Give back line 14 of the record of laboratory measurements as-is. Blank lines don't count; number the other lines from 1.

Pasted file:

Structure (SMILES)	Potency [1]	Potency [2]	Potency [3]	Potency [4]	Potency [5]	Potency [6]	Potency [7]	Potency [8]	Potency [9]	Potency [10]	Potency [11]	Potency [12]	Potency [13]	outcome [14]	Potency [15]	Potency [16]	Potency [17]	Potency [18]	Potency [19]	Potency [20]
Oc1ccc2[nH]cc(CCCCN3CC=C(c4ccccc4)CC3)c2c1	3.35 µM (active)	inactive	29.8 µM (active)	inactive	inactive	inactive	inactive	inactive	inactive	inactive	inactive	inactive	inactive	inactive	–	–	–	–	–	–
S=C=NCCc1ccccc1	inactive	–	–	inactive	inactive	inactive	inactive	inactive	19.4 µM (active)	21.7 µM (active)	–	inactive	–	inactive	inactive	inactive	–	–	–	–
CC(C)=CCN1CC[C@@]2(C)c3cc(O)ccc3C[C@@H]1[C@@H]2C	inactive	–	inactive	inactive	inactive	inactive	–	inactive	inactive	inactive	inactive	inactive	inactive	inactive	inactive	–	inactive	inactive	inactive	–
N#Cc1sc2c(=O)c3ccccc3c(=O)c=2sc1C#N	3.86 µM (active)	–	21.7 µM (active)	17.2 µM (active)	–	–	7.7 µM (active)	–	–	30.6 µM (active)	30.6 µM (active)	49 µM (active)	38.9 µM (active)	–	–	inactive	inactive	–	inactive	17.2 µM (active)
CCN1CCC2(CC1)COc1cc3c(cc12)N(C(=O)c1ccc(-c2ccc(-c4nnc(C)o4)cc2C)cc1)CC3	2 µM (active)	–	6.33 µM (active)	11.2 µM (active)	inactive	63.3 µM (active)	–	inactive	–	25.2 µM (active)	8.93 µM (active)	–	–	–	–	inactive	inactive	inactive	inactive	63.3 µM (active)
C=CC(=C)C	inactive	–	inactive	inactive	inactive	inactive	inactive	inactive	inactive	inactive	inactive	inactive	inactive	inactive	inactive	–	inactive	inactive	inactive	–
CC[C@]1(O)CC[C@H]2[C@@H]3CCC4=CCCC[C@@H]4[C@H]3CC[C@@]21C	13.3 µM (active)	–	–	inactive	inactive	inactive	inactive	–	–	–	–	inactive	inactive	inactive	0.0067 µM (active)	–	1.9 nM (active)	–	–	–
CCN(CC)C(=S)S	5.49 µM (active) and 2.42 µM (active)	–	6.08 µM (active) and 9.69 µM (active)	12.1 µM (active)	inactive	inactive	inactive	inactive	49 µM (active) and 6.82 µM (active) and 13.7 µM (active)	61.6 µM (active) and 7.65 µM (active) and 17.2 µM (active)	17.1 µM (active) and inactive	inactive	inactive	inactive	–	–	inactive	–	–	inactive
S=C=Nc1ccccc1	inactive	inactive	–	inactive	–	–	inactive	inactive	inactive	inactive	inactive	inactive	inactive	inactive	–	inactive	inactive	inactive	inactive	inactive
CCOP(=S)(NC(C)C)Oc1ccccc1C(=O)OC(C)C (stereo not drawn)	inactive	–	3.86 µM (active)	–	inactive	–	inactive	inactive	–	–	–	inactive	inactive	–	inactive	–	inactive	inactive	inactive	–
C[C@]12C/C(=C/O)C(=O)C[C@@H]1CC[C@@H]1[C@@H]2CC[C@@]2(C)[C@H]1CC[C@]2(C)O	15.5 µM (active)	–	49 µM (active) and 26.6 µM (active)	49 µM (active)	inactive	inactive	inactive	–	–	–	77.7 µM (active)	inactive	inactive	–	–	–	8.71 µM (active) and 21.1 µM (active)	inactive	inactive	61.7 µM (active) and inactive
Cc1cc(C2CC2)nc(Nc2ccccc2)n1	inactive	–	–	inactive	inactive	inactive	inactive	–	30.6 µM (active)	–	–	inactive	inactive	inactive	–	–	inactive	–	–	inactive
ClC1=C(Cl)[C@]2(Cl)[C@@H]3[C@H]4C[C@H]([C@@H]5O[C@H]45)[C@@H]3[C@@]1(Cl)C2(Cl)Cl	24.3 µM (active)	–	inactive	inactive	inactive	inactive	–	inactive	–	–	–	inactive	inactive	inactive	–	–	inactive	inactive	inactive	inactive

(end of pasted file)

ClC1=C(Cl)[C@]2(Cl)[C@@H]3[C@H]4C[C@H]([C@@H]5O[C@H]45)[C@@H]3[C@@]1(Cl)C2(Cl)Cl	24.3 µM (active)	–	inactive	inactive	inactive	inactive	–	inactive	–	–	–	inactive	inactive	inactive	–	–	inactive	inactive	inactive	inactive